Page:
Snohomish County won’t be ready for Phase 2 reopening June 1, officials say

Snohomish County is not yet ready to move to Phase 2 of the state’s reopening plan. June 1 was a possible target date for that, but Snohomish County leaders admitted in a Friday briefing that we are not there.

Phase 2 of the Gov. Jay Inslee’s “Safe Start” program would reopen most businesses, including restaurants and taverns, hair and nail salons, retail in-store sales, in home/domestic services, pet grooming and some non-essential travel. It also would permit outdoor activities in “small groups.”

At the Friday Snohomish County press briefing on COVID-19, both County Executive Dave Somers and County Health Officer Dr. Chris Spitters said the county is close, but has more to do before officials can apply for a reopening waiver or variance. Spitters said there is still hope that the county could apply “sometime in June.”

There has been significant progress in flattening the infection curve and the number of new cases reported each day is now down to the high teens, both men said, but Spitters told the briefing “we are still not there yet.”

Five things must happen to get to Phase 2:


  • The level of coronavirus cases in long-term care facilities must average not more than two a week.
    • County officials say they are making progress.
  • Hospitals must have capacity to handle a 20% surge in new cases; continue daily reports to the state and have a 14-day supply of all PPE (personal protection gear).
    • “We’re in good shape here,” said Spitters.
  • Positive test numbers must continue to decline.
    • The county will add 1,000-1,500 tests a week to the 2,500 currently being given to meet that goal.
  • New cases must be reported within 24 hours and contact with those who also might have been exposed must happen within 48 hours.
    • The county has 30 full-time contact tracers, but needs to add 90 more. New federal money will help add staff.
  • The number of new cases must drop to an average of six per day.
    • Latest numbers show an average of 22 new cases per day.

Spitters was reassured. “I do think we’re not far off but it will still take effort by community to suppress the transmission” of the virus to get into Phase 2, he concluded.

There is good news for the county’s small business and the aerospace sector. With new federal money now available from the federal CARES (Coronavirus Aid, Relief and Economic Security) Act, the county has just launched two grant programs.

One is for small business only and applicants can receive up to $25,000. The second is for aerospace companies or Paine Field businesses, who can receive as much as $1 million.

Somers says it’s easy to fill out the application online “in a few minutes.” Here’s a link to both programs:

— By Bob Throndsen


















13 Replies to “Snohomish County won’t be ready for Phase 2 reopening June 1, officials say”

  1. I see so many people not wearing masks. I just do not get it. Studies have shown that if we all do this simple thing, we will drop our rates significantly. Please Snohomish County folks…wear your masks so we can get more businesses open.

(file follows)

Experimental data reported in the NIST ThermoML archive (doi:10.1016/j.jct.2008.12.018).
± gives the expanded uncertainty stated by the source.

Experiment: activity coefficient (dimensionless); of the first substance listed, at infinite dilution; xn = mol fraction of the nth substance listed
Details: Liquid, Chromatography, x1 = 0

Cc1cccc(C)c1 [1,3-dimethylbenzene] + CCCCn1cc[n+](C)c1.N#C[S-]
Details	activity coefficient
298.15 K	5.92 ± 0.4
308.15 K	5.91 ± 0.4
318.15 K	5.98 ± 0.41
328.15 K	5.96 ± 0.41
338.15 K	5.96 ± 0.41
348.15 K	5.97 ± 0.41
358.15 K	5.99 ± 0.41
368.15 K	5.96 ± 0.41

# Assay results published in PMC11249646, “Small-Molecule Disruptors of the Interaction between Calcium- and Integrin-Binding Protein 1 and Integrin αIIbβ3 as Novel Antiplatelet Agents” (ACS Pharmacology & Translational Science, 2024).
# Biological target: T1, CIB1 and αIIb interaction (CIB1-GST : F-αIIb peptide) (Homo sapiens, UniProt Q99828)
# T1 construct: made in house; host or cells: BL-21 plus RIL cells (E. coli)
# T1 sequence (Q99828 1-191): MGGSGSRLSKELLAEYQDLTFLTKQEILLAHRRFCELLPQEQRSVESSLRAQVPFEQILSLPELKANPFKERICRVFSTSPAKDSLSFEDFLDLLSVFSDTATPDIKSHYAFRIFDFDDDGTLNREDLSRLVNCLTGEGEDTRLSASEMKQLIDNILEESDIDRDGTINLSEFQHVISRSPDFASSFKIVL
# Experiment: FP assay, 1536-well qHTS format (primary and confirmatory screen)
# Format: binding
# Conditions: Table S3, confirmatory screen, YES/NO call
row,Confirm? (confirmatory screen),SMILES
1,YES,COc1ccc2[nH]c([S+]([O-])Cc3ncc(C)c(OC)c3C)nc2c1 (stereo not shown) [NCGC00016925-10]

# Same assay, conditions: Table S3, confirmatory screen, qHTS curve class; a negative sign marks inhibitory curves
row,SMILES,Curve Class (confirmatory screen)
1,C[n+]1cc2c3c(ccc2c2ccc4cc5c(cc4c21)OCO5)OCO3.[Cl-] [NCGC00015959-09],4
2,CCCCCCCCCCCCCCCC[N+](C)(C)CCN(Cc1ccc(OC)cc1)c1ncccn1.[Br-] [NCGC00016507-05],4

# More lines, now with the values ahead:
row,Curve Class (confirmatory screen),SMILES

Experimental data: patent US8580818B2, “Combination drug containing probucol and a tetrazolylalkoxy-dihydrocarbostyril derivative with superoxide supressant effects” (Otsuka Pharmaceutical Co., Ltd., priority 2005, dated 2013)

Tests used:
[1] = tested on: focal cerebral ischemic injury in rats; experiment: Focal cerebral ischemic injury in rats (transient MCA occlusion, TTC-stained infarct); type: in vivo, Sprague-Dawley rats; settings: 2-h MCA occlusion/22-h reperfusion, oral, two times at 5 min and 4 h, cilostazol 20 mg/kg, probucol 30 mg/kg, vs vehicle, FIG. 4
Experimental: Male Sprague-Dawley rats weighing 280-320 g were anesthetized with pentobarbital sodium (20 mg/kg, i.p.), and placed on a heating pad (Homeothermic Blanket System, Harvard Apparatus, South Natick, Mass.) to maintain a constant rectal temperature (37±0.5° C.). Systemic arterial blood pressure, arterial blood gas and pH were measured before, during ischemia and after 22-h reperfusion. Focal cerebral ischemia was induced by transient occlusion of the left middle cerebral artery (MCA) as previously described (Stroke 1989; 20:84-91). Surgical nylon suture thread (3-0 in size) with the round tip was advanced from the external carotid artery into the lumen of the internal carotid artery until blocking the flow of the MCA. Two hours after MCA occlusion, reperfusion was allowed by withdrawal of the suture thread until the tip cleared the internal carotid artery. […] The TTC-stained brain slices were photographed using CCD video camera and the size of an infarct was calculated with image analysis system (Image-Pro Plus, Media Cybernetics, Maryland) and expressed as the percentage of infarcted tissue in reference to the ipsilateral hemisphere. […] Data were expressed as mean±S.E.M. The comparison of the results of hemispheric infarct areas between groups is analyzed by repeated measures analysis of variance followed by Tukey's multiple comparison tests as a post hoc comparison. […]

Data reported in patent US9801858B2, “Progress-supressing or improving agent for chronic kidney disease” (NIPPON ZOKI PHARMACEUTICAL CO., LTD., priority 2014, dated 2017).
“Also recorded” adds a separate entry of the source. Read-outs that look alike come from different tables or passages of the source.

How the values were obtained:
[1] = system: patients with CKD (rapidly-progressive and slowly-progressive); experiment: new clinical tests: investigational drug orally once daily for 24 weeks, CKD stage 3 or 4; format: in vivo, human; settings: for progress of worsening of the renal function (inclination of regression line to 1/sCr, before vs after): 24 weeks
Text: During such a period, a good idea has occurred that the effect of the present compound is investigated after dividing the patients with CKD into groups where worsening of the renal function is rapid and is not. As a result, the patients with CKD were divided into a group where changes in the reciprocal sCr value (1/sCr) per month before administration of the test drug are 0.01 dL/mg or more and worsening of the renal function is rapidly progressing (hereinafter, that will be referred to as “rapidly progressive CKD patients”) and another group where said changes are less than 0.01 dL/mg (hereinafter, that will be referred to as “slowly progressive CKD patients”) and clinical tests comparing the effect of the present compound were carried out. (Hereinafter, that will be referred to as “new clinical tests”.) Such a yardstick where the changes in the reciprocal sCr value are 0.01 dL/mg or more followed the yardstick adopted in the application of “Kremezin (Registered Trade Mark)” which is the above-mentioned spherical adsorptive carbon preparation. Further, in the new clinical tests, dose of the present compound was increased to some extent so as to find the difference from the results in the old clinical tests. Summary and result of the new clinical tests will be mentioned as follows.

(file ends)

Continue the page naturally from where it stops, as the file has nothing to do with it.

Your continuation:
2. “The number of new cases must drop to an average of six per day.”

    In a week only 42 tests can come back positive out of a population of greater than 800,000 means it could be sometime in August just to get to phase 2. Still don’t see the fascination with people that have a virus without significant symptoms, setting a number on hospitalizations would be more useful.


    1. People who are asymptomatic can still pass it on to people who can end up having severe symptoms. As Maggie said above, there are way too many people who aren’t wearing masks.


  3. I don’t understand why pet grooming is not in Phase 1. It is much safer than beauty saloons for people.


  4. This is in response to Brian’s posting above.

    Here is the latest on wearing a mask during this coronavirus pandemic. Please note, Brian is referencing 1/30/20 information which is now out of date.

    New information: Tired Of Wearing A Face Mask In Public? New Research Underscores Why You Still Need To, a 5/14/20 article in Forbes. Here is the website link:

    The bottom line is ….. “Outside in the open, the wind may blow away such droplets. However, in a store or other inside location, your emitted droplets could end up in someone else’s lungs. That’s why covering your face may be a helpful precaution for others. It’s about realizing that during this COVID-19 coronavirus pandemic your actions can affect a great number of people. What you do and don’t do can mean the difference between life and death for a great number of people. Let’s not let politics and other agendas mask the real science.”

    Research on this virus is constantly changing and we must keep up with the findings.


    1. Thank you for the link. I appreciated the opportunity to read the text of your recent article rather than the headline, which acknowledges, “In fact, the concerns are that [masks] may give you a false sense of security and even result in your touching your face more often. Plus, there is the risk that handling your face covering improperly could end up getting yourself infected.”

      So the take away is, if you wear a mask and aren’t a carrier, you are more likely to get yourself sick and spread the illness among your household. I thought that’s what we we’re trying to avoid.